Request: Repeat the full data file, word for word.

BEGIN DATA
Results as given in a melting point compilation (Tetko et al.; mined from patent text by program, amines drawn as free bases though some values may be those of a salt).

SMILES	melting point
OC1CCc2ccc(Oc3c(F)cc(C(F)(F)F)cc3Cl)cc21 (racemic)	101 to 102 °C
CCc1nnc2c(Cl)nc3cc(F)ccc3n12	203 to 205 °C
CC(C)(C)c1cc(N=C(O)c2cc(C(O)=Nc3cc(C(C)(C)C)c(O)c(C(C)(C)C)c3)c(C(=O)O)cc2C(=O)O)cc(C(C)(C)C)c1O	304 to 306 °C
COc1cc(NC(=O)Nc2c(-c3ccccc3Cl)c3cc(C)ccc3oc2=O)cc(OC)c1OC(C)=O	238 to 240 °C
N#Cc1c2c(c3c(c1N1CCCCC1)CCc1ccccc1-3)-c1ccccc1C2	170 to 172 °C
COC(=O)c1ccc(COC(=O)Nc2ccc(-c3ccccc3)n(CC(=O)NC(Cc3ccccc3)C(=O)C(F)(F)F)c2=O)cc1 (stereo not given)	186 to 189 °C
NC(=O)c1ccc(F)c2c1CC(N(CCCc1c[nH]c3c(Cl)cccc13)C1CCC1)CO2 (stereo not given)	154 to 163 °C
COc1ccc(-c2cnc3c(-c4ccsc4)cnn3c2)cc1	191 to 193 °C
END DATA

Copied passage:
Results as given in a melting point compilation (Tetko et al.; mined from patent text by program, amines drawn as free bases though some values may be those of a salt).

SMILES	melting point
OC1CCc2ccc(Oc3c(F)cc(C(F)(F)F)cc3Cl)cc21 (racemic)	101 to 102 °C
CCc1nnc2c(Cl)nc3cc(F)ccc3n12	203 to 205 °C
CC(C)(C)c1cc(N=C(O)c2cc(C(O)=Nc3cc(C(C)(C)C)c(O)c(C(C)(C)C)c3)c(C(=O)O)cc2C(=O)O)cc(C(C)(C)C)c1O	304 to 306 °C
COc1cc(NC(=O)Nc2c(-c3ccccc3Cl)c3cc(C)ccc3oc2=O)cc(OC)c1OC(C)=O	238 to 240 °C
N#Cc1c2c(c3c(c1N1CCCCC1)CCc1ccccc1-3)-c1ccccc1C2	170 to 172 °C
COC(=O)c1ccc(COC(=O)Nc2ccc(-c3ccccc3)n(CC(=O)NC(Cc3ccccc3)C(=O)C(F)(F)F)c2=O)cc1 (stereo not given)	186 to 189 °C
NC(=O)c1ccc(F)c2c1CC(N(CCCc1c[nH]c3c(Cl)cccc13)C1CCC1)CO2 (stereo not given)	154 to 163 °C
COc1ccc(-c2cnc3c(-c4ccsc4)cnn3c2)cc1	191 to 193 °C